UPDATE: The White Queen’s producers have responded to criticism about the controversial attempted rape scene in this first episode: http://www.guardian.co.uk/tv-and-radio/tvandradioblog/2013/jun/21/white-queen-rape-scene-producers-respond.
I would argue they miss the point somewhat. Disturbing as it may be, rape shouldn’t necessarily be censored. But it should be challenged and not allowed to pass without comment. Furthermore, they say that Elizabeth and Edward were truly ‘in love’ in reality, yet the likelihood is that Elizabeth was married to Edward against her will for the good of her family. This was standard practice during this time period. A loving marriage was often, unfortunately, altogether more rare.
Okay, hands up, who thought this was about Queen Elizabeth I?
The colossal crossover success of Game of Thrones surely makes any television executive weak at the knees. A new co-production from the BBC and Starz, The White Queen, seems precisely manufactured to gobble up some of HBO’s massive audience, and as such, it is timed to coincide almost perfectly with the conclusion of Season 3 of Game of Thrones.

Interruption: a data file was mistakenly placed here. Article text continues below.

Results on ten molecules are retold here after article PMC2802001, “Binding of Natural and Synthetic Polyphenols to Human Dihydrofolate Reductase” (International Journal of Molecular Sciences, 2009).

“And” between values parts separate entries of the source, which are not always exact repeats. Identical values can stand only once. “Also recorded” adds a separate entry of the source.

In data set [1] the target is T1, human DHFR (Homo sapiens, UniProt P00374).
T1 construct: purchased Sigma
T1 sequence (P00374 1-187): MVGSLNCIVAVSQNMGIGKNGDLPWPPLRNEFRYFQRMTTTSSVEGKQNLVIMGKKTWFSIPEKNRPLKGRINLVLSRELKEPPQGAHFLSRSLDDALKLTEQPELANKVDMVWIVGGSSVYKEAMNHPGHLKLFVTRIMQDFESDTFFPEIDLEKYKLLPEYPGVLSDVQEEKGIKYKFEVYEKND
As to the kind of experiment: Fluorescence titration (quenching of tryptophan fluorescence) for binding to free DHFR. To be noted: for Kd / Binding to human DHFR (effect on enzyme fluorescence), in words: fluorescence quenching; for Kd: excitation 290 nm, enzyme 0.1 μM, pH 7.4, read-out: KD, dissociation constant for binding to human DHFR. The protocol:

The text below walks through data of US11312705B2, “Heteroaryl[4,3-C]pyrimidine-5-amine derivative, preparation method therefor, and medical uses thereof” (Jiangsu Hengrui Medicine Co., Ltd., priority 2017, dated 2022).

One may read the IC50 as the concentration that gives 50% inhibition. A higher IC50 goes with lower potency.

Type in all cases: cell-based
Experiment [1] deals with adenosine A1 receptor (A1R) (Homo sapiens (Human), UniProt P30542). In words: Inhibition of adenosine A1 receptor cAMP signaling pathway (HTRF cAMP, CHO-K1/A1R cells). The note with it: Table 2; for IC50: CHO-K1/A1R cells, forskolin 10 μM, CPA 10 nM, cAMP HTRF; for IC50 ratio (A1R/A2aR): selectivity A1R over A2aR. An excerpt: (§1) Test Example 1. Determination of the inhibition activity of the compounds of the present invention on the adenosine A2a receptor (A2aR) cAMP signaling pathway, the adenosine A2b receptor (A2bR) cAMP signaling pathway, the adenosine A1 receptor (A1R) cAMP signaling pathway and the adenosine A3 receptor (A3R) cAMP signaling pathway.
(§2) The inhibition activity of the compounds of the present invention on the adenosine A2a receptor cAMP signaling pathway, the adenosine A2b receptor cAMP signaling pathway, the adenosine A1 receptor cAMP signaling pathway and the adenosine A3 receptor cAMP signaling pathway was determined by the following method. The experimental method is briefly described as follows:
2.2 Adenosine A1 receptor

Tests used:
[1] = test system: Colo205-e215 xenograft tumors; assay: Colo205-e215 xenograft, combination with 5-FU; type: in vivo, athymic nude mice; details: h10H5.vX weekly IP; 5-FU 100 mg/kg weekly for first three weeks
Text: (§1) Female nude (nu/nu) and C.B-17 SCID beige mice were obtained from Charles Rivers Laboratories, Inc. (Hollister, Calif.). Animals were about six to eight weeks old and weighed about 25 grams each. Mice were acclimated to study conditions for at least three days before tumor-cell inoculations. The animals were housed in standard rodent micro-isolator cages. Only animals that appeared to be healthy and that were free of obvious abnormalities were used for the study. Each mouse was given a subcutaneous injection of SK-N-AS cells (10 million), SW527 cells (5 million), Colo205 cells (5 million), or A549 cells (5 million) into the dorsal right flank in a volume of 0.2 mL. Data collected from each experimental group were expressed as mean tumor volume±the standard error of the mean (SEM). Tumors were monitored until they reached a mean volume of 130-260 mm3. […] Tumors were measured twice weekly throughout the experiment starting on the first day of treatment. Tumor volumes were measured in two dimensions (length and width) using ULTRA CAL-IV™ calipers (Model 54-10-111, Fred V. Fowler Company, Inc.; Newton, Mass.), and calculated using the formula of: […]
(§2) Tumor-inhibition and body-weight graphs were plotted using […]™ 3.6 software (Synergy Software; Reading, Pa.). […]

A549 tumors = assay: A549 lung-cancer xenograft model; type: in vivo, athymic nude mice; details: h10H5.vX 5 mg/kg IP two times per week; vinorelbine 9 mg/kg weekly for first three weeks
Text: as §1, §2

And just as the characters in The White Queen publicly display their allegiance to the House of Lancaster or York with a red or white rose pinned to their breast, the show itself wears its influences on its sleeve. This is immediately apparent during the first scene which is near identical to the opening moments of Season One of Game of Thrones. A wounded soldier scrambles desperately through a snowy forest, pursued hotly by an unknown enemy. Sound familiar?